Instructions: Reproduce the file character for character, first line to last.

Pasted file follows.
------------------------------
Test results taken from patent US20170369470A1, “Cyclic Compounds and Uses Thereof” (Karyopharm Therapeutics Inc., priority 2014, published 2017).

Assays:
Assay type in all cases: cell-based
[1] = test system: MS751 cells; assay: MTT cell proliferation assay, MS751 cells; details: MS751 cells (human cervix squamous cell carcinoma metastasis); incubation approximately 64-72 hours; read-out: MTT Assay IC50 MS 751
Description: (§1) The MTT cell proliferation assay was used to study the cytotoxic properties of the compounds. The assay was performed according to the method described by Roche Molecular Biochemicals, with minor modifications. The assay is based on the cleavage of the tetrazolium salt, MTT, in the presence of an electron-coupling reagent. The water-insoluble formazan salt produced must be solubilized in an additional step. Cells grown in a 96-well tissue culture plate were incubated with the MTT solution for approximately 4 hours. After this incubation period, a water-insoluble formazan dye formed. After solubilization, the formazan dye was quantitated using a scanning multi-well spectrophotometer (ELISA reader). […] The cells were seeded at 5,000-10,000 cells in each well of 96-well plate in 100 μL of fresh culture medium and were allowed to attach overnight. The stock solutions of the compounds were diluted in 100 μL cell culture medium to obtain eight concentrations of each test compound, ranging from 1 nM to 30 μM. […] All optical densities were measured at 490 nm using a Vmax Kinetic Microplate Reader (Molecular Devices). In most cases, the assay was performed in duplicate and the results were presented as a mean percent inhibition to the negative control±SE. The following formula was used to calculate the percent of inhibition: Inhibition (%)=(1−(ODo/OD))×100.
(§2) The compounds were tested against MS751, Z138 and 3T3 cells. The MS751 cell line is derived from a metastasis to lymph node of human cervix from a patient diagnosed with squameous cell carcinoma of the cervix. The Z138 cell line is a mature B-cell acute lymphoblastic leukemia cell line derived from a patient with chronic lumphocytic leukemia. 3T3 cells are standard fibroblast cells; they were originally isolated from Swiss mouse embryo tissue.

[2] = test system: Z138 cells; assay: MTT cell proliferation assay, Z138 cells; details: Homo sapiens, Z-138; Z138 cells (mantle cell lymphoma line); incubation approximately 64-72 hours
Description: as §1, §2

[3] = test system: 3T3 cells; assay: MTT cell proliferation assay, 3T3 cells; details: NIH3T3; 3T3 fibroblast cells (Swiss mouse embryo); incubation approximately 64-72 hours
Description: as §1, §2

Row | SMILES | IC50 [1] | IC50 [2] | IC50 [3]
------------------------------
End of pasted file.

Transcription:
Test results taken from patent US20170369470A1, “Cyclic Compounds and Uses Thereof” (Karyopharm Therapeutics Inc., priority 2014, published 2017).

Assays:
Assay type in all cases: cell-based
[1] = test system: MS751 cells; assay: MTT cell proliferation assay, MS751 cells; details: MS751 cells (human cervix squamous cell carcinoma metastasis); incubation approximately 64-72 hours; read-out: MTT Assay IC50 MS 751
Description: (§1) The MTT cell proliferation assay was used to study the cytotoxic properties of the compounds. The assay was performed according to the method described by Roche Molecular Biochemicals, with minor modifications. The assay is based on the cleavage of the tetrazolium salt, MTT, in the presence of an electron-coupling reagent. The water-insoluble formazan salt produced must be solubilized in an additional step. Cells grown in a 96-well tissue culture plate were incubated with the MTT solution for approximately 4 hours. After this incubation period, a water-insoluble formazan dye formed. After solubilization, the formazan dye was quantitated using a scanning multi-well spectrophotometer (ELISA reader). […] The cells were seeded at 5,000-10,000 cells in each well of 96-well plate in 100 μL of fresh culture medium and were allowed to attach overnight. The stock solutions of the compounds were diluted in 100 μL cell culture medium to obtain eight concentrations of each test compound, ranging from 1 nM to 30 μM. […] All optical densities were measured at 490 nm using a Vmax Kinetic Microplate Reader (Molecular Devices). In most cases, the assay was performed in duplicate and the results were presented as a mean percent inhibition to the negative control±SE. The following formula was used to calculate the percent of inhibition: Inhibition (%)=(1−(ODo/OD))×100.
(§2) The compounds were tested against MS751, Z138 and 3T3 cells. The MS751 cell line is derived from a metastasis to lymph node of human cervix from a patient diagnosed with squameous cell carcinoma of the cervix. The Z138 cell line is a mature B-cell acute lymphoblastic leukemia cell line derived from a patient with chronic lumphocytic leukemia. 3T3 cells are standard fibroblast cells; they were originally isolated from Swiss mouse embryo tissue.

[2] = test system: Z138 cells; assay: MTT cell proliferation assay, Z138 cells; details: Homo sapiens, Z-138; Z138 cells (mantle cell lymphoma line); incubation approximately 64-72 hours
Description: as §1, §2

[3] = test system: 3T3 cells; assay: MTT cell proliferation assay, 3T3 cells; details: NIH3T3; 3T3 fibroblast cells (Swiss mouse embryo); incubation approximately 64-72 hours
Description: as §1, §2

Row | SMILES | IC50 [1] | IC50 [2] | IC50 [3]